# Homework Help: Current Linkages in a Motor

1. Aug 13, 2017

### BlackMelon

1. The problem statement, all variables and given/known data
I have a doubt about the current linkage, Θf, in figure 2.2b of a salient pole motor. In this textbook, the current linkage is expressed by ∫H⋅dl = Θf = ∑i. However, in the figure 2.2b between q(left) and q(right), how can the Θf be constant? Since, the author doesn't show how he chose the Amperian loop, how can I know how many currents are enclosed (∑i)?

2. Relevant equations

∫H⋅dl = Θf = ∑i

3. The attempt at a solution
I have studied the application of Ampere's law to solenoids, which have the same type of winding as that on the rotor of a salient pole machine. I was trying to assume so many Amperian paths, trying to figure the 2.2b out.

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Last edited by a moderator: Aug 13, 2017
2. Aug 18, 2017

### PF_Help_Bot

Thanks for the thread! This is an automated courtesy bump. Sorry you aren't generating responses at the moment. Do you have any further information, come to any new conclusions or is it possible to reword the post? The more details the better.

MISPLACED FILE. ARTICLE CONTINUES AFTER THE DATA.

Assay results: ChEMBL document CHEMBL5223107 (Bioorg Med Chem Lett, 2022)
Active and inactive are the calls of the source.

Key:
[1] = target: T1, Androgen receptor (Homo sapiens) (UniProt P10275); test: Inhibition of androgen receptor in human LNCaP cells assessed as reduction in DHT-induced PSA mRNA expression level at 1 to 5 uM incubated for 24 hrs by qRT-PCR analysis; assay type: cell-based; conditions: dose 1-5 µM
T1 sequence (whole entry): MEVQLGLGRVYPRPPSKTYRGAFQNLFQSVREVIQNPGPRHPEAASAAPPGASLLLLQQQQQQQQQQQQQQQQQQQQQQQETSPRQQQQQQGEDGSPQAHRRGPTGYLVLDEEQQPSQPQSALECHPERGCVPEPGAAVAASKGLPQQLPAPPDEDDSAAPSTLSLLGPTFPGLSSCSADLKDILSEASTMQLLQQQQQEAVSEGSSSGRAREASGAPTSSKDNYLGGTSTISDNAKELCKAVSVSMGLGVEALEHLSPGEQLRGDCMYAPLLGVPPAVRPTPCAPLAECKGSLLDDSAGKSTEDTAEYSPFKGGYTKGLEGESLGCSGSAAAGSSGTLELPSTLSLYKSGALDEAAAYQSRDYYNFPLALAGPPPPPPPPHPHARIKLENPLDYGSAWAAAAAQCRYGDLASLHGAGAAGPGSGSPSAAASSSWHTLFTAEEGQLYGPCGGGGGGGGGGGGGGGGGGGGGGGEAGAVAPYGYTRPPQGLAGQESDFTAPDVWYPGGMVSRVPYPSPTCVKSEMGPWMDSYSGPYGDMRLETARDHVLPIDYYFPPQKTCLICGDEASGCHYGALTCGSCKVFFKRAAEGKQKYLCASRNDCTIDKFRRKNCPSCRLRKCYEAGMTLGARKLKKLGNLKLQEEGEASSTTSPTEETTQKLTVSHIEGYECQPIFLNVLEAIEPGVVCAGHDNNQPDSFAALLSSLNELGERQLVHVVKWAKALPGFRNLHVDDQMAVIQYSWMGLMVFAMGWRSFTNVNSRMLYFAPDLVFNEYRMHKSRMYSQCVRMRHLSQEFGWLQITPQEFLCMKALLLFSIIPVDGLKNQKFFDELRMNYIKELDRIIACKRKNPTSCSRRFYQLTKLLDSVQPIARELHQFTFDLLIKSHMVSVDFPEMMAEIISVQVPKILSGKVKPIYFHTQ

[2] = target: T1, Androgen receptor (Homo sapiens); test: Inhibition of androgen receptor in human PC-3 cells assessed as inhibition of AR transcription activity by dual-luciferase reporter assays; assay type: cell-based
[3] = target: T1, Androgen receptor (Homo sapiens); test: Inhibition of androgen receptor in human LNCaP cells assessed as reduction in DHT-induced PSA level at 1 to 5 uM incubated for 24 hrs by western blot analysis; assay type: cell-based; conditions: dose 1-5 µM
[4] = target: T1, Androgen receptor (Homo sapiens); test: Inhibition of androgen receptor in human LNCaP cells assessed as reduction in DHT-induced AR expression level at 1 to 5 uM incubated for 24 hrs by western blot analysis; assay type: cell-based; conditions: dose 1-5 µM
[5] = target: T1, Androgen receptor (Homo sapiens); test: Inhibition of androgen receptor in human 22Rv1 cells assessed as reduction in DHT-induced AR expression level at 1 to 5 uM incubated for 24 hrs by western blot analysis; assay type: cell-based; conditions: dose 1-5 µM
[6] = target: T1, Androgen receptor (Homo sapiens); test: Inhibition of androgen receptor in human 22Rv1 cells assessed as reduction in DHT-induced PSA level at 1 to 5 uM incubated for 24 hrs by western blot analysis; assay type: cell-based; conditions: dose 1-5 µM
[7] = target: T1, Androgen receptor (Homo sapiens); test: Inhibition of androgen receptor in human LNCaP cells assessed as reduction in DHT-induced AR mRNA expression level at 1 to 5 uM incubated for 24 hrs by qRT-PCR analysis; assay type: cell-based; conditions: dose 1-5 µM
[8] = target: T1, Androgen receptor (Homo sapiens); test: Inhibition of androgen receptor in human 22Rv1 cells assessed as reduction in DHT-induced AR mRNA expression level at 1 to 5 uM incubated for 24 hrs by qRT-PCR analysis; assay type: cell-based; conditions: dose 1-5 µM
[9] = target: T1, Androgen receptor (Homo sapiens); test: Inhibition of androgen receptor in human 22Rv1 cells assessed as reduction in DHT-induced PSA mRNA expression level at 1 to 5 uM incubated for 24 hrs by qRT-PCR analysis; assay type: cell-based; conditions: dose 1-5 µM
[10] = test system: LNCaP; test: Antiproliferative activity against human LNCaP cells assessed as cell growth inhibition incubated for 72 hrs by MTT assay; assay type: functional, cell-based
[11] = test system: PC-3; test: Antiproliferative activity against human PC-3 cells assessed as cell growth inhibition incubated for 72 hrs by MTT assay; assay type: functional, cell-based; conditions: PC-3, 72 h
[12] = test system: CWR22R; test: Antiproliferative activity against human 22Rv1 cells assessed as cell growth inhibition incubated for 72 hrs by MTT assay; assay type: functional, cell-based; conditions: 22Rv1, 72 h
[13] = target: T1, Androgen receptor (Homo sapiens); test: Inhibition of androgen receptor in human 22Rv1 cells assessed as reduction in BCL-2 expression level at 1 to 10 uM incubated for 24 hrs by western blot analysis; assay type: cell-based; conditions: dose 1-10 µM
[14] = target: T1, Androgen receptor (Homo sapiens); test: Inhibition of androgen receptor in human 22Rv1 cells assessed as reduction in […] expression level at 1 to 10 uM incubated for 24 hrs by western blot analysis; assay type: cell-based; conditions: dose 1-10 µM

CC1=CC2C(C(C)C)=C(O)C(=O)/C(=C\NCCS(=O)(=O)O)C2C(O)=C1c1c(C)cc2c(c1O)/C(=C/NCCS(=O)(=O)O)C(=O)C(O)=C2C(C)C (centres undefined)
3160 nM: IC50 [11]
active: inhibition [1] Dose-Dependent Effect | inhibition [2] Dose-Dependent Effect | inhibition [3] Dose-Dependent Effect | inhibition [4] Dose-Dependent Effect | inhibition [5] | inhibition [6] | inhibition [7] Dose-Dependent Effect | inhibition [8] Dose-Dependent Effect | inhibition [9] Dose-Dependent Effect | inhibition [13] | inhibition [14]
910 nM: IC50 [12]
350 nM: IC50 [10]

3. Sep 7, 2017

### Baarken

I don't know if you solved this one or not, as I see you created this thread a while back.

If you look at page 3 in your attached pdf document the author writes:
So, look at my bad paint drawing below. Coils are wound around the salient pole, creating a magnetic field in the upward direction (thumb towards current direction (x inwards, dot outwards) and your hand curls in the direction of the magnetic field). And as I quoted from your pdf, the salient pole is excited using DC current, which means that the magnetic field created from the coils wound around the salient pole is constant. Therefore we have this approximately uniform magnetic field across the salient pole and hence ~uniform "current linkage" if we ignore the edge effects.

Did I answer your question? I have been lurking a few months on this forum and based on my observations I believe @jim hardy would have an input on this if you need more help or I did not answer it properly.

4. Sep 7, 2017

### jim hardy

Hmmmm

what he calls "current linkage" is what i call MMF ?

@Baarken got it i believe

In his example 2.1 your author simplifies things for us by considering iron to be a short circuit for magnetic flux .

There can be no circumferential MMF along the iron. It'd cause infinite flux .
Actually no radial MMF in the iron either - it's all spent in the airgap.

5. Sep 8, 2017

### Baarken

That was what I assumed as well, I have not heard or used the term "current linkage" before.